Postlapsarian was a word I learned while engaged in my fancy schmancy liberal arts education (read: I needed more schooling to get a job after finishing college because I don’t have a trust fund nor am I connected in any way).
And unlike the other words I learned while engaged in my liberal arts education, I did not mock this term with derision. It spoke to me.
I learned the word from Milton’s Paradise Lost. I’m sure someone can throw down a more imposing collection of words, but that’s not why I still carry around a beat up copy of my Norton Edition (yeah, you nerdy English majors know what I’m talking about) Paradise Lost to score with all the hot chicks. I like the book. I mean, it’s really about some jealous guy trying to knock God in the nuts. Of course, you always lose against God. Or so I learned in Sunday school.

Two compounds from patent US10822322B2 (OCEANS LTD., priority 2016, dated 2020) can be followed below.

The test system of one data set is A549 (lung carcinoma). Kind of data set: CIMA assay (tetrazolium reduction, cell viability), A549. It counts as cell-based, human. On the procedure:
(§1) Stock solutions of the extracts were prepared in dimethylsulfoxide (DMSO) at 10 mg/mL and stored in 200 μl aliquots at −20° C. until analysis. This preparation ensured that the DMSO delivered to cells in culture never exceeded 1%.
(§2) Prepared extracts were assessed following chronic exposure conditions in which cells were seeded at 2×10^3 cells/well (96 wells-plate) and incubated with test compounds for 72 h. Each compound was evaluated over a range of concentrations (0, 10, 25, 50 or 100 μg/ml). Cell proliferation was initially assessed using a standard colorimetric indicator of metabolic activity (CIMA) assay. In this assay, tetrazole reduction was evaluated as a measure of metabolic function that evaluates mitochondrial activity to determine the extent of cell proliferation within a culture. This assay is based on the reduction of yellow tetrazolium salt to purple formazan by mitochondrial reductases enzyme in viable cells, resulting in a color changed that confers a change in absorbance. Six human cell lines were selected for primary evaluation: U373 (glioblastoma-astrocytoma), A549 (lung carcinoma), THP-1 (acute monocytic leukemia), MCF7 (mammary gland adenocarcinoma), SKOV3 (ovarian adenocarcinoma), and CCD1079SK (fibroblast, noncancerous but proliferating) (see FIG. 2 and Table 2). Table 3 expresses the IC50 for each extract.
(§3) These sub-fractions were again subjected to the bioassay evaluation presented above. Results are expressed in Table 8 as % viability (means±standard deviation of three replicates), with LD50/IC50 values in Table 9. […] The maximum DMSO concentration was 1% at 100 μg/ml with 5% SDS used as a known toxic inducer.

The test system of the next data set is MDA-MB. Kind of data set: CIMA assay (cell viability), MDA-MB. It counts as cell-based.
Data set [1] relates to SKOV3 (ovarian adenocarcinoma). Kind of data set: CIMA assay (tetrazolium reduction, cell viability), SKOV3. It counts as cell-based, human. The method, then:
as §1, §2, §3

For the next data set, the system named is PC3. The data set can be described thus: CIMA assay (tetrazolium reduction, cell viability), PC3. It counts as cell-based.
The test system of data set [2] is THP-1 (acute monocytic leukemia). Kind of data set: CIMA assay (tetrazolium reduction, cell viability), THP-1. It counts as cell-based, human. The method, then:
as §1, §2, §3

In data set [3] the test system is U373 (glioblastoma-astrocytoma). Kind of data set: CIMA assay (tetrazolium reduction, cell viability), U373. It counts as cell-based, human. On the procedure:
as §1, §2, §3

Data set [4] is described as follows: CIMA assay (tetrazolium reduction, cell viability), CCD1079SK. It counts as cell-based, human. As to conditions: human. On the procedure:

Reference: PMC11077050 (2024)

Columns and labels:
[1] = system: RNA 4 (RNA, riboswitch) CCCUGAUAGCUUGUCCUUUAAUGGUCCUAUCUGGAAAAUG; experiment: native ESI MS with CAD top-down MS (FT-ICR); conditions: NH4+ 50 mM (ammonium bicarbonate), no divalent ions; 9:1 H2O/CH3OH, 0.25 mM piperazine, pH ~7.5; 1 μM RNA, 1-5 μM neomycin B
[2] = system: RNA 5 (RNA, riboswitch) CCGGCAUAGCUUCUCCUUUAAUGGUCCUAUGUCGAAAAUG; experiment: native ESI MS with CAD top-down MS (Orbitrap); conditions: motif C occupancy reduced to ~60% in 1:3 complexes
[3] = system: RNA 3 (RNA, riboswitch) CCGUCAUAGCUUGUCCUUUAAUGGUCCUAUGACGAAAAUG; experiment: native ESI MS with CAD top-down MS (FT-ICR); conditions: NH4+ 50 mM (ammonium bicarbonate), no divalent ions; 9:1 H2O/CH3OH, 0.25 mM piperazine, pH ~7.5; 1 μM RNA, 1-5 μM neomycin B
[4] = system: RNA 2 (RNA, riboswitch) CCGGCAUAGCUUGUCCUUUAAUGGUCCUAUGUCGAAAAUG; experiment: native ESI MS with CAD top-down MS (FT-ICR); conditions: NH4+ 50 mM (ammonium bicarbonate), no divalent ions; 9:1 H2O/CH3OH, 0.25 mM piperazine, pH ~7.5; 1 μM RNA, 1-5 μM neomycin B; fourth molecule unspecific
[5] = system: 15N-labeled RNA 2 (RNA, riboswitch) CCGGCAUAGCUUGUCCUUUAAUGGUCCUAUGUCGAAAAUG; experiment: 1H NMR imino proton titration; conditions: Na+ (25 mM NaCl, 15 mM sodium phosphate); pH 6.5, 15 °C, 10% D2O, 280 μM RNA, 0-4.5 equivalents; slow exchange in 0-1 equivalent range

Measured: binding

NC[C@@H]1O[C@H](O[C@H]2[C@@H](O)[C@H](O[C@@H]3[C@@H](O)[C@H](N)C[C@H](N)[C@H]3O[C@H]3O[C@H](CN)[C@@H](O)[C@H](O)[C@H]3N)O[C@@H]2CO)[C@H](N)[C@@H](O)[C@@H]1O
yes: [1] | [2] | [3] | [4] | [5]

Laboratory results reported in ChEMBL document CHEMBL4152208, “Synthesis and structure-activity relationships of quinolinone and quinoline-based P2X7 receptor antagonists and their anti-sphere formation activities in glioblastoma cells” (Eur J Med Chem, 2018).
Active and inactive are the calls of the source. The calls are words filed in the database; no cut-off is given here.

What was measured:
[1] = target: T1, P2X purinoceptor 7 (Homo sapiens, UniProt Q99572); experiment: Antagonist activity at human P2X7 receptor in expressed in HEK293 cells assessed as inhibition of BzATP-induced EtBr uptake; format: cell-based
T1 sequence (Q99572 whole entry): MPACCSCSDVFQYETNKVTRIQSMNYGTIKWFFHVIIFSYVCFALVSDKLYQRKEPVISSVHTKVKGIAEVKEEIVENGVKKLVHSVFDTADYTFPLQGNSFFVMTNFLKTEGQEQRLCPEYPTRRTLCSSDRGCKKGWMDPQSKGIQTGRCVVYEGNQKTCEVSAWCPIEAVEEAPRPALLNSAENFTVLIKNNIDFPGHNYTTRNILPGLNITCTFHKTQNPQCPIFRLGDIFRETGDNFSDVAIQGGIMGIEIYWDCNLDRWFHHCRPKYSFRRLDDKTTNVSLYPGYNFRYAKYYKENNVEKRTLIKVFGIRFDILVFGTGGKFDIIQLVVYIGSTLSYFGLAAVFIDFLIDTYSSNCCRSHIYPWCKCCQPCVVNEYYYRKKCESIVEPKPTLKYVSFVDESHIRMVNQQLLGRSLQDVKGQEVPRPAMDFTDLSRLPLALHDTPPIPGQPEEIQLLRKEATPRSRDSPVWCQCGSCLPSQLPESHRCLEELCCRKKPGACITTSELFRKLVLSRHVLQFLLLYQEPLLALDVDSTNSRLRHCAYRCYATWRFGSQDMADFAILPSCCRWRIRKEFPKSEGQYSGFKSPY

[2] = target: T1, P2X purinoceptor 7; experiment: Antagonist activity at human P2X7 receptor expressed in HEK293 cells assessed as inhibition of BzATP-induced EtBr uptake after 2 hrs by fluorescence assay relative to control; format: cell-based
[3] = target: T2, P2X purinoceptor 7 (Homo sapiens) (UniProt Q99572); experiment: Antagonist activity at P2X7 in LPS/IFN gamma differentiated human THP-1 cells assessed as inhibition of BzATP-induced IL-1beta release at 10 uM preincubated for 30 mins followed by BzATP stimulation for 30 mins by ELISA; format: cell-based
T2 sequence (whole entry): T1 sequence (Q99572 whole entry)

In this context, postlapsarian is about man’s fall from God’s grace. I’m sure there’s a more complex literary and much more complex ecclesiastical meaning behind it. But the way I understand it, postlapsarian has to do with things after the fall of man. Please note I used all lowercase letters.
Why do I use it? Because in a sense, everything we do falls short of perfection — the blissful state of being that we were putativey in under the care of God — but really, that’s where it gets interesting doesn’t it?
If you don’t get it, then go suck on a rock.
So, that’s why I chose the name postlapsarian, because I fancy it so.